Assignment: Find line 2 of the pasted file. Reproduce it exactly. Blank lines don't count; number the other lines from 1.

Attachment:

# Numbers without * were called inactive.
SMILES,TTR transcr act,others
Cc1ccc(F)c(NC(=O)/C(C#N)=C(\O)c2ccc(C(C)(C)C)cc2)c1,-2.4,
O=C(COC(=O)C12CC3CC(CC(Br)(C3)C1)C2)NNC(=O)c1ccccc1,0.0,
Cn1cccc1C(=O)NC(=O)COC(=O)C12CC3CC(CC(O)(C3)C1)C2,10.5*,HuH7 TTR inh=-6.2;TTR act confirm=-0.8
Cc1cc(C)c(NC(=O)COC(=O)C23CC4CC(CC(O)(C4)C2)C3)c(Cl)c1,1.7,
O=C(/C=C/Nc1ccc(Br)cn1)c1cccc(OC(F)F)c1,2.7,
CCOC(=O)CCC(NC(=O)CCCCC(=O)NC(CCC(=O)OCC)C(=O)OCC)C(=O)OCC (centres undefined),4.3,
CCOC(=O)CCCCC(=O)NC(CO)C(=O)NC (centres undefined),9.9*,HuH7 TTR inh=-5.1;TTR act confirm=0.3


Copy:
SMILES,TTR transcr act,others